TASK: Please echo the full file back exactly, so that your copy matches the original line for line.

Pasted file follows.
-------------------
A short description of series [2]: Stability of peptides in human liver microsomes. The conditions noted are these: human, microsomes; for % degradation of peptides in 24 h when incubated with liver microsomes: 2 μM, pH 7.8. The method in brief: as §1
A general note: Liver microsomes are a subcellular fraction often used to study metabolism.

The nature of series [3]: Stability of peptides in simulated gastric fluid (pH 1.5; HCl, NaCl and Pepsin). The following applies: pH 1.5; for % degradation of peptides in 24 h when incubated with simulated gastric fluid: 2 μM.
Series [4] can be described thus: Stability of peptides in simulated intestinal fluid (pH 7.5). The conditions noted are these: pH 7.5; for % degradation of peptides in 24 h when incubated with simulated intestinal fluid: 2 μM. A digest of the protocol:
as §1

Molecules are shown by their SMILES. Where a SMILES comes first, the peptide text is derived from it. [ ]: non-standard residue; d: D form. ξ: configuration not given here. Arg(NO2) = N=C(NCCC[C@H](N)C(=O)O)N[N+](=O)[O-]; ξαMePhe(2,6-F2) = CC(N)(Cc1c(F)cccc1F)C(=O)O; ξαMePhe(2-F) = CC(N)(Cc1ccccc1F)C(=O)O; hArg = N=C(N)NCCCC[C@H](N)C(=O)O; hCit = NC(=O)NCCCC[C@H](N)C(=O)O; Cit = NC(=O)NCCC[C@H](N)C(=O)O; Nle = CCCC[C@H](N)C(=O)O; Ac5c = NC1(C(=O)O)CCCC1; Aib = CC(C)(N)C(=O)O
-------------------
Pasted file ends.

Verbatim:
A short description of series [2]: Stability of peptides in human liver microsomes. The conditions noted are these: human, microsomes; for % degradation of peptides in 24 h when incubated with liver microsomes: 2 μM, pH 7.8. The method in brief: as §1
A general note: Liver microsomes are a subcellular fraction often used to study metabolism.

The nature of series [3]: Stability of peptides in simulated gastric fluid (pH 1.5; HCl, NaCl and Pepsin). The following applies: pH 1.5; for % degradation of peptides in 24 h when incubated with simulated gastric fluid: 2 μM.
Series [4] can be described thus: Stability of peptides in simulated intestinal fluid (pH 7.5). The conditions noted are these: pH 7.5; for % degradation of peptides in 24 h when incubated with simulated intestinal fluid: 2 μM. A digest of the protocol:
as §1

Molecules are shown by their SMILES. Where a SMILES comes first, the peptide text is derived from it. [ ]: non-standard residue; d: D form. ξ: configuration not given here. Arg(NO2) = N=C(NCCC[C@H](N)C(=O)O)N[N+](=O)[O-]; ξαMePhe(2,6-F2) = CC(N)(Cc1c(F)cccc1F)C(=O)O; ξαMePhe(2-F) = CC(N)(Cc1ccccc1F)C(=O)O; hArg = N=C(N)NCCCC[C@H](N)C(=O)O; hCit = NC(=O)NCCCC[C@H](N)C(=O)O; Cit = NC(=O)NCCC[C@H](N)C(=O)O; Nle = CCCC[C@H](N)C(=O)O; Ac5c = NC1(C(=O)O)CCCC1; Aib = CC(C)(N)C(=O)O